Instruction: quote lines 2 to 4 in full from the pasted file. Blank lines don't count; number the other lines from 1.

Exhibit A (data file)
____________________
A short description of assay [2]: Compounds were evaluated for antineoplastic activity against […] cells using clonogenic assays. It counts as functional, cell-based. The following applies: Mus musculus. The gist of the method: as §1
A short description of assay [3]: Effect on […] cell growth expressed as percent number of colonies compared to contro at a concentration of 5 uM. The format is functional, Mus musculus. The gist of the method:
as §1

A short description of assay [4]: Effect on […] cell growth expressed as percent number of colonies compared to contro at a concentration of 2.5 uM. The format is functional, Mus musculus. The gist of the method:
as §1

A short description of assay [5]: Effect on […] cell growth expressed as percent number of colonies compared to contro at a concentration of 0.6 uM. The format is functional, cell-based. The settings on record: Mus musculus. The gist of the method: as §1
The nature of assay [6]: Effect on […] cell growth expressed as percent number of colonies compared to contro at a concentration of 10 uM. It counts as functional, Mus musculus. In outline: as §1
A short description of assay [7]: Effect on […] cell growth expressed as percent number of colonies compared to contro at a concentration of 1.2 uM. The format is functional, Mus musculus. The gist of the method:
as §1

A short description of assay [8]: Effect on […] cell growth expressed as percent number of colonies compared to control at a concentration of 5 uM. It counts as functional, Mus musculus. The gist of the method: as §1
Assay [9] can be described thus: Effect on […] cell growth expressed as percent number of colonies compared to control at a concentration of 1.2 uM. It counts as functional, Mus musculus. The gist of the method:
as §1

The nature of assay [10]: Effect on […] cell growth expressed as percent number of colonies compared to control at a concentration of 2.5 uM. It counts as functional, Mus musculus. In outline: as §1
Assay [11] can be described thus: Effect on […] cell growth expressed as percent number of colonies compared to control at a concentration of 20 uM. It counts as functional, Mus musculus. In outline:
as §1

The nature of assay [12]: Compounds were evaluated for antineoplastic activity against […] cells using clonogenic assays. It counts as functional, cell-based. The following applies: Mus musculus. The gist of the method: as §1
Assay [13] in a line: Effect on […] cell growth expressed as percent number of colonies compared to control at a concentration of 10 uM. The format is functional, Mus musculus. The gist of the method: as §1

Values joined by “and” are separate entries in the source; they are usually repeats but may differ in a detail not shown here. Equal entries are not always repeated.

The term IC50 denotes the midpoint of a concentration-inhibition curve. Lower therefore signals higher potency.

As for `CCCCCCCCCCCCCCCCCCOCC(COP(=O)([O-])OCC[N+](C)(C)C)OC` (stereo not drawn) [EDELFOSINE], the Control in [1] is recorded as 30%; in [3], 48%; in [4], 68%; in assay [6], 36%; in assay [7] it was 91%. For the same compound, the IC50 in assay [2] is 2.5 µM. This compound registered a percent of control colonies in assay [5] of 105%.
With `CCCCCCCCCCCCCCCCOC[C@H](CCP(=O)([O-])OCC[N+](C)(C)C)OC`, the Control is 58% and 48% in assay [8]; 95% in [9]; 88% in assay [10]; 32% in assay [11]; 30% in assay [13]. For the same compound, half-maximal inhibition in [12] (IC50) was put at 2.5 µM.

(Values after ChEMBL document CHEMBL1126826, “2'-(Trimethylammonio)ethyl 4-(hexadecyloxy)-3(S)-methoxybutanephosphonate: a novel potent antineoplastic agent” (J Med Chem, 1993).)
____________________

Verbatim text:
A short description of assay [3]: Effect on […] cell growth expressed as percent number of colonies compared to contro at a concentration of 5 uM. The format is functional, Mus musculus. The gist of the method:
as §1

A short description of assay [4]: Effect on […] cell growth expressed as percent number of colonies compared to contro at a concentration of 2.5 uM. The format is functional, Mus musculus. The gist of the method: